Another entry in the “possible Christmas present for people you want to bring into the Tudor history obsession” category, Richard Rex’s Tudors: The Illustrated History, out now in both the UK and US:
And Terry Breverton’s Everything You Ever Wanted to Know About the Tudors but were Afraid to Ask was released in the UK back in October and will be out on December 19 in the US in print.
Tracy Borman’s biography of Thomas Cromwell that was released back in September in the UK is now out at the beginning of December in the US (moved up from a January release, it appears):
* Treasures from the Royal Archives opened at Windsor Castle on May 17, 2014 and runs through January 25, 2015 and features some items from the Archives that have never been on display before.
Wax figures of Henry VIII and his wives up for auction. Photo: BBC.
Sorry for the lack of news round-ups this month, I’ve been trying to cram too much catch-up stuff into the weekends lately! So here’s several weeks’ worth of stories that caught my eye:
* Madame Tussauds figures and five shops to be auctioned – Anyone want to buy wax figures of Henry VIII *and* all the wives? If I had the money (and space to put them) I’d be tempted to buy them just get the costumes. I love that dress on the Anne Boleyn figure!
* Richard III reburial fundraising appeal starts – The diocese of Leicester said it had raised £1.9m of the £2.5m cost and set a £50,000 target for the public appeal.
* Shakespeare Folio found in French library – Librarian and Medieval literature expert Rémy Cordonnier has discovered a rare and valuable William Shakespeare First Folio.
* Couple build amazing new Tudor home from scratch – learning Elizabethan carpentry, roofing and plumbing – Be sure to check out the full photo gallery!
And just for fun:
* Super Flemish – I want to make all of those dresses!
Canterbury Cathedral Gate. Photo May 2003.
You’ll probably recognize several Tudor symbols in the center, including the Tudor rose, the Beaufort Portcullis, and the Royal Arms with Henry VII’s supporters – the Welsh dragon and the white greyhound. Cathedral records indicate that the gate was built in the early 16th century (more here from Canterbury Archaeology).
Yes, two blog posts in one day! I would love to say that I used my extra hour from the time change for extra productivity, but in reality I was catching up on about two weeks’ worth of not enough sleep (seriously, I can’t believe I managed to sleep nearly 10 hours in each of the last two nights, I was that tired).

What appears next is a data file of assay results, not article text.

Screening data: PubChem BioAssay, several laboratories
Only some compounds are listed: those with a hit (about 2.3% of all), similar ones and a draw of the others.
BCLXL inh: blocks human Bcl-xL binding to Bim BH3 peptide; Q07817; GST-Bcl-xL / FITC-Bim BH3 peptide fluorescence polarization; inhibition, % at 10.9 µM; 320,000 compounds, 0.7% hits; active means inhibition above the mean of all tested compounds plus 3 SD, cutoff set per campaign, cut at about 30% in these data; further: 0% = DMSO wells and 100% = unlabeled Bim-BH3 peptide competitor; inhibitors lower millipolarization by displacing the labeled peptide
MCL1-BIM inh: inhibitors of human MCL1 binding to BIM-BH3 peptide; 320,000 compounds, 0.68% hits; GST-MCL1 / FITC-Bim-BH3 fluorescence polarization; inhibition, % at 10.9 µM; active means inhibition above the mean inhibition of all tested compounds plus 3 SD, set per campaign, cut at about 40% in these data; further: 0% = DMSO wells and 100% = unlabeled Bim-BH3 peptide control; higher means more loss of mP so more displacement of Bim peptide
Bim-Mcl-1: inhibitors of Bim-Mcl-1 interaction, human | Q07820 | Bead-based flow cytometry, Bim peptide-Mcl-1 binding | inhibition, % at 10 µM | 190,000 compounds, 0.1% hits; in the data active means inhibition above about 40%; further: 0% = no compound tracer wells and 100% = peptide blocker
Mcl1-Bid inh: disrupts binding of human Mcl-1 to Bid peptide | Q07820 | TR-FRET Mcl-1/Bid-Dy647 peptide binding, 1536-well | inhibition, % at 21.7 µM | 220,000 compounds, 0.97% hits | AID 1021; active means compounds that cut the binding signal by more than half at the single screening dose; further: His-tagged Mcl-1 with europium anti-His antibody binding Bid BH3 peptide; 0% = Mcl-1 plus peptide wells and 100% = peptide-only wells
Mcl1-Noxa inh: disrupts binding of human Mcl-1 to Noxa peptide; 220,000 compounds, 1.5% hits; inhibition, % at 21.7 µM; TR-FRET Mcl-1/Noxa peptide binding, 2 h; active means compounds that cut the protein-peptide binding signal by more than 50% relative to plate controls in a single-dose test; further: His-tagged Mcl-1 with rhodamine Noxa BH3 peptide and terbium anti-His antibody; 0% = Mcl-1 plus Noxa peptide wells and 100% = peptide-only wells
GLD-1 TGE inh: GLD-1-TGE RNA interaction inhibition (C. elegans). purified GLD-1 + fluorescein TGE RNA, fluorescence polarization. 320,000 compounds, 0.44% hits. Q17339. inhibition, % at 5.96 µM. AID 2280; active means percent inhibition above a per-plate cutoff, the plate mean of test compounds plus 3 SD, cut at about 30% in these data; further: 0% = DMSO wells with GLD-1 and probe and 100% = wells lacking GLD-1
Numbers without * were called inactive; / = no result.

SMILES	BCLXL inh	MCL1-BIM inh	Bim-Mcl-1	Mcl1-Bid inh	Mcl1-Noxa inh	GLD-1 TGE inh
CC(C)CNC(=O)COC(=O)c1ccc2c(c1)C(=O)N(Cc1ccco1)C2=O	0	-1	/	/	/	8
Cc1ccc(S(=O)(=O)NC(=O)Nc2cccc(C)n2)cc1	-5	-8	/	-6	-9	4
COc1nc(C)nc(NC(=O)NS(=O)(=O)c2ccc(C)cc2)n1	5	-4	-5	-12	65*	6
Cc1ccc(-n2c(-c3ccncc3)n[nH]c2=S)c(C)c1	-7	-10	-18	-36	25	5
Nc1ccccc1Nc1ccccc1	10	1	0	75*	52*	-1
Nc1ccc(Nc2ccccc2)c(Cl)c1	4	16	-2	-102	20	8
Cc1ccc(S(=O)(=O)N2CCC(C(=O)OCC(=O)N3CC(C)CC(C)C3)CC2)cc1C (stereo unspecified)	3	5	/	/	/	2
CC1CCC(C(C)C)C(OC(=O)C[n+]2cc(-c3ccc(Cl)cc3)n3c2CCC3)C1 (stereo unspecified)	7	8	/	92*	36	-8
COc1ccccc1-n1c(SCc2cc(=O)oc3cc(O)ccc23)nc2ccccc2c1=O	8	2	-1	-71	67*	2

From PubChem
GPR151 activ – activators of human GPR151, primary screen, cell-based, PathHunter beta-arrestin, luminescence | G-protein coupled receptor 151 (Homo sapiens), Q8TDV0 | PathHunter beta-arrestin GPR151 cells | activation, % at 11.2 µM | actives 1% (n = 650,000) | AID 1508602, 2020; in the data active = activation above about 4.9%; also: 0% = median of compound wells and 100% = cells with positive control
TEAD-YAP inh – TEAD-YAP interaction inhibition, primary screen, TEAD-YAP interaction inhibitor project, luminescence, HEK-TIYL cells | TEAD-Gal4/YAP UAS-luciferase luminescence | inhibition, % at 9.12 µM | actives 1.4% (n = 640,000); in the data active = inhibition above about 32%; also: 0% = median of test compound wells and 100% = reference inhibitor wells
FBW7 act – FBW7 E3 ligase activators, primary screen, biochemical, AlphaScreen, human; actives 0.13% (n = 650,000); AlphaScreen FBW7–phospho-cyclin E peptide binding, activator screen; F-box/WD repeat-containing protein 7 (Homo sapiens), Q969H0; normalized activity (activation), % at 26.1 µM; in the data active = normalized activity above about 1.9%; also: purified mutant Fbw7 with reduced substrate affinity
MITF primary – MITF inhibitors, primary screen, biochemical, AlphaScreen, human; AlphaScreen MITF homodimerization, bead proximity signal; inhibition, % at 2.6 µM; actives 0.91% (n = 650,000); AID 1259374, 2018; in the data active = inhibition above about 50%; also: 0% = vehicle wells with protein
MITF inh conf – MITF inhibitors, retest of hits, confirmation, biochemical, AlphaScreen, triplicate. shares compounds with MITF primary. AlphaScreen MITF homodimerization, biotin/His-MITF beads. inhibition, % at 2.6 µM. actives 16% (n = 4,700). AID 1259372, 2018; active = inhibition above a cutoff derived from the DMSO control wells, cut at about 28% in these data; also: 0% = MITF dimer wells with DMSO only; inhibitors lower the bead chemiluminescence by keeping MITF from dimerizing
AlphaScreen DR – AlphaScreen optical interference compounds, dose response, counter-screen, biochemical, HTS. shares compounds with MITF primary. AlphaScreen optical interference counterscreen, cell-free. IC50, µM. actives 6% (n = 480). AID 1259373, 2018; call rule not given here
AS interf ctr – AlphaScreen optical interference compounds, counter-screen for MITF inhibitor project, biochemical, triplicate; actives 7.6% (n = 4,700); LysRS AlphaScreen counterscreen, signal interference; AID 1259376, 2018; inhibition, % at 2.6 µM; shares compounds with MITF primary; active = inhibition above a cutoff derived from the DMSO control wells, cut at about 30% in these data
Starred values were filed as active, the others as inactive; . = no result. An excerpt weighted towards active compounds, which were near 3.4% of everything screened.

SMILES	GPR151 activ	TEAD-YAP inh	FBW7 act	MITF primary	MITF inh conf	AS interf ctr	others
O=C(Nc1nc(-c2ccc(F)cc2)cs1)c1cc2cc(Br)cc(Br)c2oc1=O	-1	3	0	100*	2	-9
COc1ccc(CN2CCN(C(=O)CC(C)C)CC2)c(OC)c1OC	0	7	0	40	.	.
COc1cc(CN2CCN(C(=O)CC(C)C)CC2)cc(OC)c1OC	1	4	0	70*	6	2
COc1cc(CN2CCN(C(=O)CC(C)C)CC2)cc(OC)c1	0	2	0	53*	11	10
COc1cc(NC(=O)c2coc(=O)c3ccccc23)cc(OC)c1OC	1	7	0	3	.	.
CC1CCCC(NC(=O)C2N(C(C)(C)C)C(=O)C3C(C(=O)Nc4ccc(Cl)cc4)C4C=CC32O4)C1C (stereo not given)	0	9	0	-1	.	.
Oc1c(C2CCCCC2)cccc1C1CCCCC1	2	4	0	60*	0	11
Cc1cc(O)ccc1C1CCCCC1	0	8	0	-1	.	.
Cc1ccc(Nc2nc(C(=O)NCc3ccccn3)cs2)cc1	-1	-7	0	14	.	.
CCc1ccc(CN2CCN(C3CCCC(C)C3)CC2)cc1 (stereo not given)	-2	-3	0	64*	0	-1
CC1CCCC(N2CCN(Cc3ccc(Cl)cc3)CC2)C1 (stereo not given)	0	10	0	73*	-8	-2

* Jousting secret explains how Charles Brandon rose in the court of Henry VIII – [N]ew records show how he managed to stay in favour at court – by always letting the King win at jousting.
* Lecture from the Ordinary Meeting of Fellows of the Society of Antiquaries of London – ‘Painting, Practice and Purpose: The “Making Art in Tudor Britain” Project at the National Portrait Gallery’, by Dr Tarnya Cooper, FSA, and Dr Charlotte Bolland.
Catching up with books that have already been released in the UK or that I missed in October:
* Digging for Richard III: The Search for the Lost King was released back in April in the UK and will be out November 11 in the US.
* Amy Licence’s The Six Wives and Many Mistresses of Henry VIII: The Women’s Stories is officially listed as November 19 for release in the US, but I believe you can already get it on Kindle.
Two books that came out in October that I missed – and both sound like they would be good presents for friends and family who have been listening to your chatter about the Tudors for years and have finally started to express interest.
* Gareth Russell’s An Illustrated Introduction to the Tudors came out mid-October in both the UK and US and I totally missed it in last month’s round-up.
* Everything You Ever Wanted to Know About the Tudors but were Afraid to Ask by Terry Breverton came out in October in the UK and will be out in December in the US in hardback, but is already available on Kindle.
And a few new books in November:
* A new biography of Elizabeth I entitled Elizabeth: Renaissance Prince by Lisa Hilton is due out November 13 in both the US and UK:
And finally, Bishop Richard Fox of Winchester: Architect of the Tudor Age by Clayton J. Drees is out later in November in the US and UK.
* Treasures from the Royal Archives opened at Windsor Castle on May 17, 2014 and runs through January 25, 2015 and will feature some items from the Archives that have never been on display before.
I’m happy to be hosting day 4 of Amy Licence’s blog tour for her latest work The Six Wives and Many Mistresses of Henry VIII: The Women’s Stories! More information on the book and how to be entered in a competition to win a copy are at the bottom of this post. Amy’s guest post is an excerpt on Jane Seymour from Chapter 46:
Anne’s replacement, Jane Seymour, had led a sheltered life in the Wiltshire countryside. Her mother, Margery Wentworth, was a descendant of Edward III but she had married into a family of the minor gentry, with her husband Sir John holding various minor positions at court. Jane was her mother’s seventh child and her eldest daughter with three surviving brothers arriving before her and two sisters to follow. Her upbringing typified a traditional pre-Reformation girlhood, shying away from the sort of intellectual pursuits and European sophistication that had transformed Anne from a docile, demure country girl into a figure who could hold her own on the international stage. There is no evidence to support the claim made by the full length portrait of Jane on display at Versailles, that she was a maid of honour in the French court of Mary Tudor, as she would have been far too young: nor can it be inferred that she finished her education under Queen Claude, along with Anne and Mary Boleyn. In contrast, Jane stayed at home. Steeped in Catholicism, schooled by her mother on the virtues of wifely skills and talents, Jane was prepared to become the wife of a Knight Banneret, or similar position, just like her sister Elizabeth who had married Sir Anthony Ughtred before 1531. Chapuys described Jane as not having a “great wit, but she may have good understanding.” While Anne had broken the mould when it came to the accomplishments of her gender, Jane conformed to it perfectly.